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MANILA, Philippines – The Philippine licensee and distributor of an African Swine Fever (ASF) vaccine, which is still undergoing wide-scale testing, insisted on Friday, August 25, it is safe and effective.
KPP Powers Commodities Incorporated (KPP), the local distributor of the Vietnamese-developed anti-ASF product, said AVAC Vietnam’s (AVAC) “vaccine was proven to be safe and there is no shedding after injecting ten times the normal dosage in the safety trial conducted at the [Philippine] Bureau of Animal Industry’s (BAI) facilities.”
“At the end of the trial, the pig animals remained healthy and were even kept at BAI for more than 90 days without any problems, which is beyond the 21-day trial requirements,” said the Quezon City-based firm.
Its partner-producer in Vietnam, and the vaccine producer’s business associate in the US sent separate feedback to the story published by Rappler on August 20, Sunday, saying it was “blatantly untrue.”
Law firm Chan Robles and Associates, counsel for KPP, cited VietnamPlus, an official publication of the Vietnamese government, which announced the approval of the nationwide use of the AVAC vaccine starting July this year. It cited an “independent assessment” made by a US Department of Agriculture delegation conducted in April-May this year that the vaccines (AVAC ASF LIVE and NAVET-ASFVAC) “meet international standards, including those that have been developed by scientists and submitted to the World Organisation for Animal Health.”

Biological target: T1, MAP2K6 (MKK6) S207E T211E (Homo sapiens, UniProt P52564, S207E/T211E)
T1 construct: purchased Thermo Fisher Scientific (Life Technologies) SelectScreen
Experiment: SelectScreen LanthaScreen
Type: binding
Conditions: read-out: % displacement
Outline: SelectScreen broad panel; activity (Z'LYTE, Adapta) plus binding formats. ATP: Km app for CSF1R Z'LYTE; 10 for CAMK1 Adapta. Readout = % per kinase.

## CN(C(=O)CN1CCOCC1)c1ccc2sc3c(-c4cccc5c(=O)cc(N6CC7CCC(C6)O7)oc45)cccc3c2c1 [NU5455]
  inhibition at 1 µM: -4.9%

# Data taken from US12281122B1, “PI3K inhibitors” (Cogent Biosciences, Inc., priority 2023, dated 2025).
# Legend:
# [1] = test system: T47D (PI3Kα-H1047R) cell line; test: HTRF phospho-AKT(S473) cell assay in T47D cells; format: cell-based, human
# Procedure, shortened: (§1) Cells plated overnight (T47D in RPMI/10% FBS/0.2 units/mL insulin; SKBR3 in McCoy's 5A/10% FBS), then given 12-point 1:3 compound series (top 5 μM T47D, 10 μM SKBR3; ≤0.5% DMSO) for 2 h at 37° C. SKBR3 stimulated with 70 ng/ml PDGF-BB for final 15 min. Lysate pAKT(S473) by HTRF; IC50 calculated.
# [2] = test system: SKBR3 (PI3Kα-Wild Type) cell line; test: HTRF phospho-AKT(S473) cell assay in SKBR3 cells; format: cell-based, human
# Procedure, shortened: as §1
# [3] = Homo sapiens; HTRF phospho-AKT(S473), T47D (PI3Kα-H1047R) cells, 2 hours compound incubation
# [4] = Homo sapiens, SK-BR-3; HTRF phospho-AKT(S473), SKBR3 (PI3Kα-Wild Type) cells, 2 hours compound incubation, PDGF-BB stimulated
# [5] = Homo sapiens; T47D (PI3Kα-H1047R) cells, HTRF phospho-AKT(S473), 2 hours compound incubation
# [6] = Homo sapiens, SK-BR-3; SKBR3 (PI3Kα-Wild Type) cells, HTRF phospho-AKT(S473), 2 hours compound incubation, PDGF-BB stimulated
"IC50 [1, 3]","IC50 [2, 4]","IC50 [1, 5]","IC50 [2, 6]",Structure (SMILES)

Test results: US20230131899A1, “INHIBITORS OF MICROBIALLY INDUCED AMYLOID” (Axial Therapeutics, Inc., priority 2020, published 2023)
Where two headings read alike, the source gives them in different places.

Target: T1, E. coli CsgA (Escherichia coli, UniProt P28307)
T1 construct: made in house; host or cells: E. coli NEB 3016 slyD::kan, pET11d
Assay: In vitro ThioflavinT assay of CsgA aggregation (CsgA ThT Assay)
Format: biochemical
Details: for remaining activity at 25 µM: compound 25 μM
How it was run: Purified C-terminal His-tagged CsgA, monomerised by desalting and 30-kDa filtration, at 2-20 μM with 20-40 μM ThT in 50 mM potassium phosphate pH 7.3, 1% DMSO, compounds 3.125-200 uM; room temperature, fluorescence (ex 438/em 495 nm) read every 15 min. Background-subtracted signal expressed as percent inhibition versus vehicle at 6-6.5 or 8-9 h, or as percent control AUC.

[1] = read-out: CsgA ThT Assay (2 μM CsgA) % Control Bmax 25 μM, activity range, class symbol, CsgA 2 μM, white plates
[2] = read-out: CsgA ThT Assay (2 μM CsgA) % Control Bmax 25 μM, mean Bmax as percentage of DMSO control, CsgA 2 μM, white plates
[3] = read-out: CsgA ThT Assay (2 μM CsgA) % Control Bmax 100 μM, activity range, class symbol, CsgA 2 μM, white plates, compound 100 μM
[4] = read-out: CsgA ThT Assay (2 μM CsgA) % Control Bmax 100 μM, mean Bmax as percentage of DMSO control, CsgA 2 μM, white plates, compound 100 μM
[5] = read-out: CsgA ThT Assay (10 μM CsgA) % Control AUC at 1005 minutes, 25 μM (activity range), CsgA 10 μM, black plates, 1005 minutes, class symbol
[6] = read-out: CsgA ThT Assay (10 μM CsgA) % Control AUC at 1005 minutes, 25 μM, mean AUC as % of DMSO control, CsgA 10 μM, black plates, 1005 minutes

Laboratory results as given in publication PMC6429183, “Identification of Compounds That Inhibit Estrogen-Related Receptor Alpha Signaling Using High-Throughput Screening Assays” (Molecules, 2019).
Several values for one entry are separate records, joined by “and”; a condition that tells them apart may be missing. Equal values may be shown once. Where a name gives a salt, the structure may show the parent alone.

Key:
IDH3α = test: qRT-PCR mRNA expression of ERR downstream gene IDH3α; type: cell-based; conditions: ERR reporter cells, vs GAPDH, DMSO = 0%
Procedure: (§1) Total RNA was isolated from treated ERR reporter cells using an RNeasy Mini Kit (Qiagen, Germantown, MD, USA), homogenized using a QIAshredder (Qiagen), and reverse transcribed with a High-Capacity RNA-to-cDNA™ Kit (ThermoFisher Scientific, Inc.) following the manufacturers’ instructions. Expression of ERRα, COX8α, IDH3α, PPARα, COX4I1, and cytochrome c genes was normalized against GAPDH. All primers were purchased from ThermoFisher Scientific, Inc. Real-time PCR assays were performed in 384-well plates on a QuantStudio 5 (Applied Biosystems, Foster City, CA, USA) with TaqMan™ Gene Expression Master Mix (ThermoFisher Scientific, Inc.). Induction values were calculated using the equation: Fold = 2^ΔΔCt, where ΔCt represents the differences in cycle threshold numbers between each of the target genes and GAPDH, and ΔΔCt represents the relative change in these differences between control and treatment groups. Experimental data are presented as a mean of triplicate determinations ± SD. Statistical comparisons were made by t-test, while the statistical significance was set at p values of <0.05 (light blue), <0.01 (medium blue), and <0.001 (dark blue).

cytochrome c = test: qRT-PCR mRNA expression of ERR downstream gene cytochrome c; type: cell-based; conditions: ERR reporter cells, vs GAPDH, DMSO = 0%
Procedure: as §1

Healthy pigs after trial
KPP said the company was required to conduct many trials at BAI and in “large farms sponsored by well-known and reputable farms managed by leading companies in the Philippines.”
KPP also defended its chemist CEO, Pinky Tobiano, saying she “has been in the animal health business for more than 30 years, formulating, manufacturing, dealing with animal medicines, raw materials and ingredients, and many animal (swine and poultry-related) biological products.”
It described the ASF vaccine producer as a “reputable company in Vietnam [that] has been in operations since 2012 with a portfolio of more than 30 vaccine products for animals.”
It said AVAC tested the vaccines in over 500 farms in Vietnam “with a result of 95% rate of successfully providing immunity from ASF.”
“The Ministry of Agriculture and Rural Development of Vietnam oversaw and closely monitored the use of the vaccine, and has recommended mass vaccination in Vietnam,” KPP said.
‘Sabotaging AVAC vaccine approval’
KPP’s counsel said the story “cast aspersion on the government-regulated, science-based process of review and registration the AVAC ASF vaccine underwent and is still undergoing.”
The firm’s managing partner Reynaldo Robles, also the brother of KPP top official Juancho Robles and brother-in-law of Tobiano who serves as CEO, alleged that the story was intended to pre-empt and sabotage the approval of the AVAC ASF vaccine in the Philippines. (Editor’s Note: There was no such intention.)
KPP also alleged that the detractors of the ASF vaccine range from “competing products, those not allowed to conduct trials by the government because of deficiencies, those who want to stop the vaccine because of conflicted interests…and those that are simply ignorant of the science behind live vaccines.”
Citing a report by the Pork Producers Federation of the Philippines, KPP also said the Philippines’ swine industry has lost more than P200 billion from ASF since 2019, with at least 50% of the total hog population affected by the disease.